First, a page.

As we shift our attention from pitchers to hitters, it’s worth taking a quick look at someone who isn’t here. Orlando Hudson, in stark contrast to the two previous offseasons, was able not only to find a contract before the month of February, but also found someone willing to give him more than a one-year deal. The Padres may be Hudson’s fourth team in four years, but he can take solace in the fact that—unless he’s traded—there won’t be a fifth team in five.
The rest of this motley crew has yet to find a home, but don’t expect any of them to be the 2011 version of Jermaine Dye.
Russell Branyan (.237/.323/.487, 810 OPS, 25 HR, .290 TAv, 3.1 WARP)
Jim Thome was the darling of the DH market and the lefty masher du jour—that is, a left-handed batter who mashes, not one who mashes lefties—but he has been retained by the Twins on a very reasonable deal. Branyan may not strike the same fear into pitchers, but he has hit at least 25 homers in both of the last two seasons, despite playing most of his games in Safeco Field without the benefit of getting to face Mariner pitching. To wit, Branyan slugged 155 points higher on the road in 2010 than he did at either of his home parks.
He may not be one of the canonical Three True Outcomes kings—current monarchs Mark Reynolds, Adam Dunn, Jack Cust, Carlos Pena, and Thome being a fairly standard top five—but he deserves the moniker as much as any of the others. Branyan walked, struck out, or hit a home run in over 47 percent of his at-bats in 2010, which actually placed him fifth on the TTO list, just a hair ahead of Pena. He lacks the walk rate of a Dunn or Thome, but also isn’t likely to cost as much. For teams still looking for a DH in the traditional mold, Branyan could be a steal.
Clubs may see Branyan as a more of a DH at this point in his career, but he can hold his own at first base. He’s not going to push Mark Teixeira for fielding accolades anytime soon, but he’s a much better option there than other DHs might be in the field. He’s still likely to end up in the AL, but he won’t put the team in a bind come interleague play.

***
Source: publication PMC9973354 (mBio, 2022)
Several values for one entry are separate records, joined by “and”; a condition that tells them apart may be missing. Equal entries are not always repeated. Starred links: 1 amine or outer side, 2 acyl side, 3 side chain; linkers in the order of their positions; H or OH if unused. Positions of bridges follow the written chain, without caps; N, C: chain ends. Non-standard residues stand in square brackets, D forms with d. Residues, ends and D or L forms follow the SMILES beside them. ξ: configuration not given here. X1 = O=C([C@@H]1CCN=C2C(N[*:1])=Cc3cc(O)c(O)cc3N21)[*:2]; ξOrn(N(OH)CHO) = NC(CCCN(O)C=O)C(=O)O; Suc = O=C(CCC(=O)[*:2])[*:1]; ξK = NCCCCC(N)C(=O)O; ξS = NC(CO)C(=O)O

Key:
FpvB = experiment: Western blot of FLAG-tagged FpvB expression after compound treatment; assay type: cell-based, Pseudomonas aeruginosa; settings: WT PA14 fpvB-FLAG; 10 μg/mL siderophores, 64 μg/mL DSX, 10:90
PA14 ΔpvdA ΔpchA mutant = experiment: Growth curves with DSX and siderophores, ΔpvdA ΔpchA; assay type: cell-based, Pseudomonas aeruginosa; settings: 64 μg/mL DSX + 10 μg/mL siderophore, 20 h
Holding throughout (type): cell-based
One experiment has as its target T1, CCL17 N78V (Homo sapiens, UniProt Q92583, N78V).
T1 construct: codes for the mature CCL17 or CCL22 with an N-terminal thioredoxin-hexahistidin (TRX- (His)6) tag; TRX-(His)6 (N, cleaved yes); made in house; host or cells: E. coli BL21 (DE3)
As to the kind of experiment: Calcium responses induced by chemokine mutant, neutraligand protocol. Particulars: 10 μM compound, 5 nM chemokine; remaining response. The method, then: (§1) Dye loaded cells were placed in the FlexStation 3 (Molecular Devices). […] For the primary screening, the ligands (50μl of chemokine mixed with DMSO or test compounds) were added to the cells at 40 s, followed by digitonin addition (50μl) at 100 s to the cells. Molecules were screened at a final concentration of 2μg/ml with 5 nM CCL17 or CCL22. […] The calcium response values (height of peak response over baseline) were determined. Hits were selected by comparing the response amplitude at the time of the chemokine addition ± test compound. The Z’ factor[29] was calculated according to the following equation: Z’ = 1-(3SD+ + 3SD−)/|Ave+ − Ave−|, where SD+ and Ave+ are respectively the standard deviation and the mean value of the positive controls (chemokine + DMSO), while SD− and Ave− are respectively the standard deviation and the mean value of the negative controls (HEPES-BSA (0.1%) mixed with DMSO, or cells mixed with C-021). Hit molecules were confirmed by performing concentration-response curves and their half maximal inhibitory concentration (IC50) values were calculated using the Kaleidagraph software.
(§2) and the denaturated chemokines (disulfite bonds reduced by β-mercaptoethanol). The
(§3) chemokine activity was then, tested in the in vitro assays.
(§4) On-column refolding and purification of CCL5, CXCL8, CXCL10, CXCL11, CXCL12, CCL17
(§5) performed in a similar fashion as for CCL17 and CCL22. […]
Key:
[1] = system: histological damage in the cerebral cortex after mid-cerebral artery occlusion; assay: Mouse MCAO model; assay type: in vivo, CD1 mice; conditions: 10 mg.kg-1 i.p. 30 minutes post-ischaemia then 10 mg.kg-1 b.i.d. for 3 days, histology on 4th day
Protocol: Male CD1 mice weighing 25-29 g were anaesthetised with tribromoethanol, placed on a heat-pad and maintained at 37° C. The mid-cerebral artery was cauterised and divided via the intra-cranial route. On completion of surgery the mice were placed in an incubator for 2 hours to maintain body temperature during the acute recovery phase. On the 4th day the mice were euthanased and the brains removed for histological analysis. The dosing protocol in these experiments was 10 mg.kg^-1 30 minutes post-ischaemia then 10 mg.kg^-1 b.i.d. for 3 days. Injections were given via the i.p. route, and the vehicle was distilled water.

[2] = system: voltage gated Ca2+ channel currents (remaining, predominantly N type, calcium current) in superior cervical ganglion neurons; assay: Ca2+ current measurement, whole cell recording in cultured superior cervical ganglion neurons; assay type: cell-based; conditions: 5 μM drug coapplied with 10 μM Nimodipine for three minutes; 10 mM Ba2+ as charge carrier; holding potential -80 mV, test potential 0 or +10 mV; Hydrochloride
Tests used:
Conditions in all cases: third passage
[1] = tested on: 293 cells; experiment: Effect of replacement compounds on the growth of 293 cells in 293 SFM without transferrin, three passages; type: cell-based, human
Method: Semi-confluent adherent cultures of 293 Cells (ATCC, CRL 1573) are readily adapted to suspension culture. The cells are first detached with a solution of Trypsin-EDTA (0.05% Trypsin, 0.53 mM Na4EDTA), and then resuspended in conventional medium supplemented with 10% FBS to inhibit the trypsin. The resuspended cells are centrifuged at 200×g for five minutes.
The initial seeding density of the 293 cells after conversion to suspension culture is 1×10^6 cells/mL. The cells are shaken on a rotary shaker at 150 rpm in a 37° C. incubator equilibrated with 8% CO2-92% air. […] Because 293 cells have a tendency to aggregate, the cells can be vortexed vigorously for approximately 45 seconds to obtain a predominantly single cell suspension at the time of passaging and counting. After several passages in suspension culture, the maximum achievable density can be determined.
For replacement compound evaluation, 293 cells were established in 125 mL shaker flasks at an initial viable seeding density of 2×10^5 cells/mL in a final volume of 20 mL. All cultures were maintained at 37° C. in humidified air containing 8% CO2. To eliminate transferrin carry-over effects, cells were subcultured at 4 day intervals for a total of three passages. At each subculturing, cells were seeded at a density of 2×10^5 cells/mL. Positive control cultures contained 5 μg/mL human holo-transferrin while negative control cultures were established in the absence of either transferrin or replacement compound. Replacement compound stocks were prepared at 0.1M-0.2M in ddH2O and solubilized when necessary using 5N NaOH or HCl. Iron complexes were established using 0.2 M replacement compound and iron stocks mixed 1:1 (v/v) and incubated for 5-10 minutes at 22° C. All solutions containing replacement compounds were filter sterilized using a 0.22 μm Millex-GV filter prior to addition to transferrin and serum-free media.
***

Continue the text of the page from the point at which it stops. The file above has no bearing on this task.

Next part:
Orlando Cabrera (.263/.303/.354, 657 OPS, 4 HR, .247 TAv, 0.6 WARP)
The book on Cabrera has been largely written at this point: He’s a good defender who brings an adequate bat, and is one of the more durable players in baseball. The trouble is, that’s becoming less and less the case as he ages.
His defense has slipped over the last two years, which isn’t terribly surprising given that he’s heading into his age-36 season. He’s still an average defender at worst, making his glove an asset, but one with declining value. His bat is below average, though not completely dead, as his .247 TAv shows, but it isn’t nearly good enough to carry an average or worse glove. Even Cabrera’s reputation for durability took a knock in 2010 as the shortstop missed 31 days in 2010 due to an oblique strain, the first time he had been placed on the disabled list since 2005.
Cabrera will find work harder and harder to come by if he can’t stop the regression of his glove, though teams may be willing to put up with average defense if he picks up his offensive contribution. While that may seem like a tall order for a 36-year-old, a slight increase in his walk rate—which has been around just five percent over the last two seasons—would help his OBP immensely.
Even with a declining trend, it’s possible a team could view Cabrera as a full-time starter. It is perhaps more likely at this point in his career that he’ll either be signed as a starter to keep a spot warm for a prospect who will begin the year in Triple-A—a Molina/Posey arrangement, if you will—or as one of the better bench options remaining on the market.
Troy Glaus (.240/.344/.400, 744 OPS, 16 HR, .275 TAv, 0.7 WARP)
Prior to his shoulder surgery in 2009, Glaus had never failed to post a full-season OPS below 780, and he averaged a line of .257/.362/.505 with 30 homers from 1999 to 2008. While 2009 was obviously a lost year, as Glaus recovered from a second major surgery on his right shoulder, it’s safe to say the Braves weren’t expecting the kind of production Glaus gave them in 2010. After a slow April, he was the National League’s player of the month in May on the back of a .330/.408/.534 line with six home runs. His OPS hit a season high two weeks later on June 13 and from there, it was a long, slow march to statistical oblivion.
Glaus slumped badly in the second half, posting a .205/.299/.299 line after the break, and while he insisted the decrease in numbers was not related to an injury, he did miss part of August with knee soreness. Glaus may be better off now if his slump had been due to an injury, especially if he could prove that he was past it. Instead, teams are left wondering if the soon-to-be 34-year-old is capable of sustaining a full season’s worth of production or if he has rather rapidly reached the decline phase of his career.